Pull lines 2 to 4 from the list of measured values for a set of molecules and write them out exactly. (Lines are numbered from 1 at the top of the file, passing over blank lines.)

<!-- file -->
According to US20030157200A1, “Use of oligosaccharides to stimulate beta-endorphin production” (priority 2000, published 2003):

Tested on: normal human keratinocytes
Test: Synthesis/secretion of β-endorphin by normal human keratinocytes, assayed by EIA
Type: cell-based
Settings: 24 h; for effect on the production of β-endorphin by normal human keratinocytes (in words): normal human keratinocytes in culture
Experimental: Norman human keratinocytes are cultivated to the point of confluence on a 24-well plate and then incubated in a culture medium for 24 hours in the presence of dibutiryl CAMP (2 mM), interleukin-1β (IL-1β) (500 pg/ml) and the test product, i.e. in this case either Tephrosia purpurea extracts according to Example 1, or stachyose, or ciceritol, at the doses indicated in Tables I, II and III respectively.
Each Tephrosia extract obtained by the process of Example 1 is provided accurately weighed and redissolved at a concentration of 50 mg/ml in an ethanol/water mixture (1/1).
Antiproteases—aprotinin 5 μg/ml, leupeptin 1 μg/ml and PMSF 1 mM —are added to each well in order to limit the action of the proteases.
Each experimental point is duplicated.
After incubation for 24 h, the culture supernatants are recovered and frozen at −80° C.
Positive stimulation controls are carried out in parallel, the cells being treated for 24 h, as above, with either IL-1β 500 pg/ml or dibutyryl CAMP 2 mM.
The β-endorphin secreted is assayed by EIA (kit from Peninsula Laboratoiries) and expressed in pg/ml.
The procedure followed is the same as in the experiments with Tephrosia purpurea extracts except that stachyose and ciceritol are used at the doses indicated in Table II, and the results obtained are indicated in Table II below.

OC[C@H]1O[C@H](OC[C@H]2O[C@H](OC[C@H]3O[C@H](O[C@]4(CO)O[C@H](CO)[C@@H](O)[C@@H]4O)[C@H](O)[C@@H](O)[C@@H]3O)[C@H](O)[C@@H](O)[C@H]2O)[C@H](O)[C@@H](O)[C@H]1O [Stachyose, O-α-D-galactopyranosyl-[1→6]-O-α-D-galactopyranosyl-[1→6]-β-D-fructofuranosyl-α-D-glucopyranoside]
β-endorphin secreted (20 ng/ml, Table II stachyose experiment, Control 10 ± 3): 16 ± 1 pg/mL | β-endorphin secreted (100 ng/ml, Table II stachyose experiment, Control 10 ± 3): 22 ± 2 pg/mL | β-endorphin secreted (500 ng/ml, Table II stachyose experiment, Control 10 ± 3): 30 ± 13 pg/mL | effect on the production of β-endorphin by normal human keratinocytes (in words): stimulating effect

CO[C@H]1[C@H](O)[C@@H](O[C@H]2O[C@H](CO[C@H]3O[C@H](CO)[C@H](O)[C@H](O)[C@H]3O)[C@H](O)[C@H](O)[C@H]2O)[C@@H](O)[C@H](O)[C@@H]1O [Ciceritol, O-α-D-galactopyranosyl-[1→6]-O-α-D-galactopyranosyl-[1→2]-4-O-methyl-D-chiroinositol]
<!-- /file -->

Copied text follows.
Tested on: normal human keratinocytes
Test: Synthesis/secretion of β-endorphin by normal human keratinocytes, assayed by EIA
Type: cell-based